Treasury seeks to help nonprofits

As private donations dry up, easing of bureaucratic obstacles and narrowing guarantee requirements will increase state funding.

Ronnie Bar On 88 248 (photo credit: Ariel Jerozolimski)
Ronnie Bar On 88 248
(photo credit: Ariel Jerozolimski)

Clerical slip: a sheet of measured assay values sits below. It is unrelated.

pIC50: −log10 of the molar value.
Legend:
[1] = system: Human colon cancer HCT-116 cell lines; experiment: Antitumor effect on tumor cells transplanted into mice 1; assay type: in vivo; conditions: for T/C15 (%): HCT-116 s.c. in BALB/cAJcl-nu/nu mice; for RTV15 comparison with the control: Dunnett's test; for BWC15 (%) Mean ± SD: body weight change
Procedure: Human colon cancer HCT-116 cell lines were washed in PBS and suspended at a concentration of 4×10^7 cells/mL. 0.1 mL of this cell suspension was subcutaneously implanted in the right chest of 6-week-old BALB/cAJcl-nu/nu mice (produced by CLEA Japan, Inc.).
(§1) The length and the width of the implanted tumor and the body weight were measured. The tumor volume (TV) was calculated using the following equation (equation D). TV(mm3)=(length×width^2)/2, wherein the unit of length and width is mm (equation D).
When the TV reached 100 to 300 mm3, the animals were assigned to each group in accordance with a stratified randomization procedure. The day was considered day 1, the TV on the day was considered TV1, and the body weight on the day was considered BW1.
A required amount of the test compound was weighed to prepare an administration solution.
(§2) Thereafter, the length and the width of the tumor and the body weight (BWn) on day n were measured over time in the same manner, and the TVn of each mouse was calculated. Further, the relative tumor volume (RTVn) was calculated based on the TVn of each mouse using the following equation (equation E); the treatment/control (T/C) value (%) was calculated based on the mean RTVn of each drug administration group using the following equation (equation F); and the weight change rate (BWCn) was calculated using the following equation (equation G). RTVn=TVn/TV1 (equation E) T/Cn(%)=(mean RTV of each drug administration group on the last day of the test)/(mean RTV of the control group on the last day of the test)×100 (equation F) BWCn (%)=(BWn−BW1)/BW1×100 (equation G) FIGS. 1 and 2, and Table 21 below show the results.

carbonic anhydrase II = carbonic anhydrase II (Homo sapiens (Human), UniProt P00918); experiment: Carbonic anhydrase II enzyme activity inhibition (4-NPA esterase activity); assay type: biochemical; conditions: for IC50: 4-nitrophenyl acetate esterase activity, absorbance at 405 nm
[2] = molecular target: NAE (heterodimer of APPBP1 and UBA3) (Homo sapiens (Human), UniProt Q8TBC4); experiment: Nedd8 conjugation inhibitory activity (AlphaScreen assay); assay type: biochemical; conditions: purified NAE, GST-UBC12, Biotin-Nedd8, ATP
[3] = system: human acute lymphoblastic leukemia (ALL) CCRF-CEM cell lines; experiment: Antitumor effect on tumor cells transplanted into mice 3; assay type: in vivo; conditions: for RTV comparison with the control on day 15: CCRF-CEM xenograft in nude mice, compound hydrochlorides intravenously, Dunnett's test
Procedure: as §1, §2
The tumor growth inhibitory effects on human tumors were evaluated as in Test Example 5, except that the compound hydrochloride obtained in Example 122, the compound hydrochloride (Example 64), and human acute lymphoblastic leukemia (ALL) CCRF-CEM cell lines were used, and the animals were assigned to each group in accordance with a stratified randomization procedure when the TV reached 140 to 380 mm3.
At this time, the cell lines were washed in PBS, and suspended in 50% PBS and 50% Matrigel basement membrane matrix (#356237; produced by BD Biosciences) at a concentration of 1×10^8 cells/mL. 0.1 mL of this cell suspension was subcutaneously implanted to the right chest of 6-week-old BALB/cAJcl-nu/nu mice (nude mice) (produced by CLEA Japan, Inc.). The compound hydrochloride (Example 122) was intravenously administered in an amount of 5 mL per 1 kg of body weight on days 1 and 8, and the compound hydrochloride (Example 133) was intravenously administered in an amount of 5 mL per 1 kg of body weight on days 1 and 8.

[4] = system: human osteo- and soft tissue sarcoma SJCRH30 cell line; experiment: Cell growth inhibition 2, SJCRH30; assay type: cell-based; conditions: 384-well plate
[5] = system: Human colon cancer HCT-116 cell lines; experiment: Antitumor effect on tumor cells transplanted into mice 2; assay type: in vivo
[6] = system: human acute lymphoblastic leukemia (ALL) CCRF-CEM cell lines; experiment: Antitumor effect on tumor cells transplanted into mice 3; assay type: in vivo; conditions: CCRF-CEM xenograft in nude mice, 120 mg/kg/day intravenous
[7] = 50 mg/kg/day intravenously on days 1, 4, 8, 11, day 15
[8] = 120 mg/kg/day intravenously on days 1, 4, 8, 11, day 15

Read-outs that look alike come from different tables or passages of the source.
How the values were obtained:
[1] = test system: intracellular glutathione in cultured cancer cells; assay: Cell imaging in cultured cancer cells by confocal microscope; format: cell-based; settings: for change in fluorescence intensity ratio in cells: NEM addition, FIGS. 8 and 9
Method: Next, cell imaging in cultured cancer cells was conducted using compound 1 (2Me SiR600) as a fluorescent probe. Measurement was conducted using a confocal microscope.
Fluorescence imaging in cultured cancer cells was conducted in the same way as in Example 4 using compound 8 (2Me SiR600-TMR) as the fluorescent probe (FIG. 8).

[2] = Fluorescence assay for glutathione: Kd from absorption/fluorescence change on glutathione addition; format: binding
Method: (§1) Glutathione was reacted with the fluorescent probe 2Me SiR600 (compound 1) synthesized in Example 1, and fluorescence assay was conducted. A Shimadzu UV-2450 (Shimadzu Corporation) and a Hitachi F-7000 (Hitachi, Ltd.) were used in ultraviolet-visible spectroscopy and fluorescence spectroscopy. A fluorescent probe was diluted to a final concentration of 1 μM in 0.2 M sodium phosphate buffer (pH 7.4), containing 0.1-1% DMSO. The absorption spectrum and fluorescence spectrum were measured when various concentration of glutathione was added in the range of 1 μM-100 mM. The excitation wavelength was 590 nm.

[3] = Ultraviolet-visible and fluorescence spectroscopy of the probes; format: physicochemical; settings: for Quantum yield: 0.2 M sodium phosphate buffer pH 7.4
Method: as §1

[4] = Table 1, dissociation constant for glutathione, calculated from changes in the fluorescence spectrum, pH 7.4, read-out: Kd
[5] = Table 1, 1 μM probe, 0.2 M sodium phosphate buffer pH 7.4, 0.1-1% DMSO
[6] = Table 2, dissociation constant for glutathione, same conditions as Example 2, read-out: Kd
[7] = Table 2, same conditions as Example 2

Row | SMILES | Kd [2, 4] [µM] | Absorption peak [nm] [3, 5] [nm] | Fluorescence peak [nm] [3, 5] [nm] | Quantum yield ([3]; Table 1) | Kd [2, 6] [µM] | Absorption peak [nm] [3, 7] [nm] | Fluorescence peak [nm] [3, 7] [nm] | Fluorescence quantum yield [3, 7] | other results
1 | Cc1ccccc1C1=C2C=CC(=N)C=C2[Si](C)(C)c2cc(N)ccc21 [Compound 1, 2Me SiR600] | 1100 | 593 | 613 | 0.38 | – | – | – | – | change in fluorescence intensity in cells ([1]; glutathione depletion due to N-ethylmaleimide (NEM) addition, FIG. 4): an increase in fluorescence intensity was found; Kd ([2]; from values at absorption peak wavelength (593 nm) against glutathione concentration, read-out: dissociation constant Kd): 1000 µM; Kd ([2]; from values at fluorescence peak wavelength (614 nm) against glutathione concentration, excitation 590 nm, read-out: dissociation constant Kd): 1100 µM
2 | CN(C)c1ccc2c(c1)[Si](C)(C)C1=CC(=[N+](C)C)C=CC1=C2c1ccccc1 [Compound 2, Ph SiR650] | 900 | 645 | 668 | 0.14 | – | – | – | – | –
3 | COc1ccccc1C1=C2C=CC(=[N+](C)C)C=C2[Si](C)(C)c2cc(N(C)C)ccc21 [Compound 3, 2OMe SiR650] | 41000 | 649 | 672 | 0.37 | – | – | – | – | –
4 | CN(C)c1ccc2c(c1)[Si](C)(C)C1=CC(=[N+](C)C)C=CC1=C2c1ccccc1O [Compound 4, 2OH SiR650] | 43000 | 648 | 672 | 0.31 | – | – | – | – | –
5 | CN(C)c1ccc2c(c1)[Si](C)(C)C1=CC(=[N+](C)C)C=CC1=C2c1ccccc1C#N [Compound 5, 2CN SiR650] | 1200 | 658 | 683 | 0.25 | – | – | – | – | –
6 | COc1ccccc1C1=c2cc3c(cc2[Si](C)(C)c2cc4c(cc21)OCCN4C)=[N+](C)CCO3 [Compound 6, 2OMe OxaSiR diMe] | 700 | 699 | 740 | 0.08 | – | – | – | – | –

The Finance Ministry is easing the conditions of financial guarantees required by nonprofit organizations, which will increase state funding by an annual NIS 150 million as the global economic crisis dries up private donations. "The Treasury sees the need to help nonprofit organizations in the wake of the global crisis, which is threatening their activity as the volume of funds raised in Israel and abroad shrinks," Finance Ministry Accountant-General Shuky Oren said Sunday. "As part of the government's general stimulus measures to ease conditions in the economy in various sectors, it was decided to help this sector by removing bureaucratic obstacles and narrowing guarantee requirements." Under the terms of the new directive, government-funded nonprofit organizations will be able to provide a letter of obligation instead of monetary guarantees and the standard interest payments and fees. As a result, state funding for nonprofit organizations will be increased by NIS 150m. annually. Until now, nonprofit associations (amutot) that supply services to the state have had to put up guarantees equal to 5 percent to 10% of their state funding for the duration of the agreement. For example, a nonprofit association providing services for the Social Affairs Ministry at a cost of NIS 10m., which comes out of the ministry's budget, can release the bank guarantee and put a letter of obligation in place; the release of the guarantee will put about NIS 1m. at the disposable of the association. The letter of obligation will give the state the authorization to deduct money from the association's budgetary allocation in the event of performance failure. Since waiving the guarantees could increase the state's exposure to nonperformance or bankruptcy cases by nonprofit bodies, it was decided to apply the directive for an initial period of two years, the Treasury said. The new directive will apply only to nonprofit organizations that provide services to the state and receive state funding directly from government ministries. It will not apply to nonprofit associations defined as "supported" amutot. Local nonprofit associations have suffered badly over the past year from the sharp plunge of the value of the dollar against the shekel and a fall in donations from local and foreign sources as the global financial crisis spreads. The collapse of investment funds managed by Bernard Madoff is a another hit to many of these organizations, as many of them, or their donors, were heavily invested in Madoff's pyramid scheme and have lost hundreds of millions of dollars.